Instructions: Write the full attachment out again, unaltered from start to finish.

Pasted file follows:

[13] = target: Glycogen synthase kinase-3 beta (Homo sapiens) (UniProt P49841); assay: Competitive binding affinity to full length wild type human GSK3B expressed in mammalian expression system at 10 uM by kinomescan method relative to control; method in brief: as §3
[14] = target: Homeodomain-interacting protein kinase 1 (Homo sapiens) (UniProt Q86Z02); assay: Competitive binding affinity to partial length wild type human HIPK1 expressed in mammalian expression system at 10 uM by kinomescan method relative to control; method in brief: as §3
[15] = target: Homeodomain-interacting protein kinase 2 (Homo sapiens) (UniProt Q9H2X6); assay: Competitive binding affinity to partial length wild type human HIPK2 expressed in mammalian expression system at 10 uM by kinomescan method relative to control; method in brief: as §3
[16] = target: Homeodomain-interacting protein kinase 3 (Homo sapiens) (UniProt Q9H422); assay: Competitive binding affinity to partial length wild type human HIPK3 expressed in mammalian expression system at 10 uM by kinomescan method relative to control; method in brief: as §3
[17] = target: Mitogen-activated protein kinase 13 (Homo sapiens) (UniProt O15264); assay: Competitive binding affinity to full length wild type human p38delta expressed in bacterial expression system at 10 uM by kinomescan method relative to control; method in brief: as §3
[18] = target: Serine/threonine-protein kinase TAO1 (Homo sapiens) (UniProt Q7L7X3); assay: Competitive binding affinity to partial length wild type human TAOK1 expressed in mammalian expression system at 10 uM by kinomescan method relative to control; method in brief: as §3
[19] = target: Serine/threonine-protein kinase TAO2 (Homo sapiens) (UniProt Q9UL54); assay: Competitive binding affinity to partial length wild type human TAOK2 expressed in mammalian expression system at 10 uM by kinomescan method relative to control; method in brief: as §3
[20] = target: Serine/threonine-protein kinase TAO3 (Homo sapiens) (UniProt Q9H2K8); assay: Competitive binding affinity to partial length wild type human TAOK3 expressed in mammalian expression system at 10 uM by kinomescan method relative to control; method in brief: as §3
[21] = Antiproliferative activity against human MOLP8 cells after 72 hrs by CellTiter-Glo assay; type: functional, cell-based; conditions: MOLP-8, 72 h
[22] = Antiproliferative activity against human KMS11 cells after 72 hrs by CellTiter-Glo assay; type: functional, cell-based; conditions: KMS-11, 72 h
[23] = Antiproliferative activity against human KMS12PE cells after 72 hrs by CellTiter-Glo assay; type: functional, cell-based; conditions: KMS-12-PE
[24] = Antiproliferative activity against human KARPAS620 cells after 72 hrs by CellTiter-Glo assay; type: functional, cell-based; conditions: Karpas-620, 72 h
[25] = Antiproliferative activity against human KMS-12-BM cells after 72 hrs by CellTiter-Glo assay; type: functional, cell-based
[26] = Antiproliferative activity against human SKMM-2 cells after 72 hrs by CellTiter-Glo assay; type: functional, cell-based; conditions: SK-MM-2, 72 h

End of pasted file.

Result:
[13] = target: Glycogen synthase kinase-3 beta (Homo sapiens) (UniProt P49841); assay: Competitive binding affinity to full length wild type human GSK3B expressed in mammalian expression system at 10 uM by kinomescan method relative to control; method in brief: as §3
[14] = target: Homeodomain-interacting protein kinase 1 (Homo sapiens) (UniProt Q86Z02); assay: Competitive binding affinity to partial length wild type human HIPK1 expressed in mammalian expression system at 10 uM by kinomescan method relative to control; method in brief: as §3
[15] = target: Homeodomain-interacting protein kinase 2 (Homo sapiens) (UniProt Q9H2X6); assay: Competitive binding affinity to partial length wild type human HIPK2 expressed in mammalian expression system at 10 uM by kinomescan method relative to control; method in brief: as §3
[16] = target: Homeodomain-interacting protein kinase 3 (Homo sapiens) (UniProt Q9H422); assay: Competitive binding affinity to partial length wild type human HIPK3 expressed in mammalian expression system at 10 uM by kinomescan method relative to control; method in brief: as §3
[17] = target: Mitogen-activated protein kinase 13 (Homo sapiens) (UniProt O15264); assay: Competitive binding affinity to full length wild type human p38delta expressed in bacterial expression system at 10 uM by kinomescan method relative to control; method in brief: as §3
[18] = target: Serine/threonine-protein kinase TAO1 (Homo sapiens) (UniProt Q7L7X3); assay: Competitive binding affinity to partial length wild type human TAOK1 expressed in mammalian expression system at 10 uM by kinomescan method relative to control; method in brief: as §3
[19] = target: Serine/threonine-protein kinase TAO2 (Homo sapiens) (UniProt Q9UL54); assay: Competitive binding affinity to partial length wild type human TAOK2 expressed in mammalian expression system at 10 uM by kinomescan method relative to control; method in brief: as §3
[20] = target: Serine/threonine-protein kinase TAO3 (Homo sapiens) (UniProt Q9H2K8); assay: Competitive binding affinity to partial length wild type human TAOK3 expressed in mammalian expression system at 10 uM by kinomescan method relative to control; method in brief: as §3
[21] = Antiproliferative activity against human MOLP8 cells after 72 hrs by CellTiter-Glo assay; type: functional, cell-based; conditions: MOLP-8, 72 h
[22] = Antiproliferative activity against human KMS11 cells after 72 hrs by CellTiter-Glo assay; type: functional, cell-based; conditions: KMS-11, 72 h
[23] = Antiproliferative activity against human KMS12PE cells after 72 hrs by CellTiter-Glo assay; type: functional, cell-based; conditions: KMS-12-PE
[24] = Antiproliferative activity against human KARPAS620 cells after 72 hrs by CellTiter-Glo assay; type: functional, cell-based; conditions: Karpas-620, 72 h
[25] = Antiproliferative activity against human KMS-12-BM cells after 72 hrs by CellTiter-Glo assay; type: functional, cell-based
[26] = Antiproliferative activity against human SKMM-2 cells after 72 hrs by CellTiter-Glo assay; type: functional, cell-based; conditions: SK-MM-2, 72 h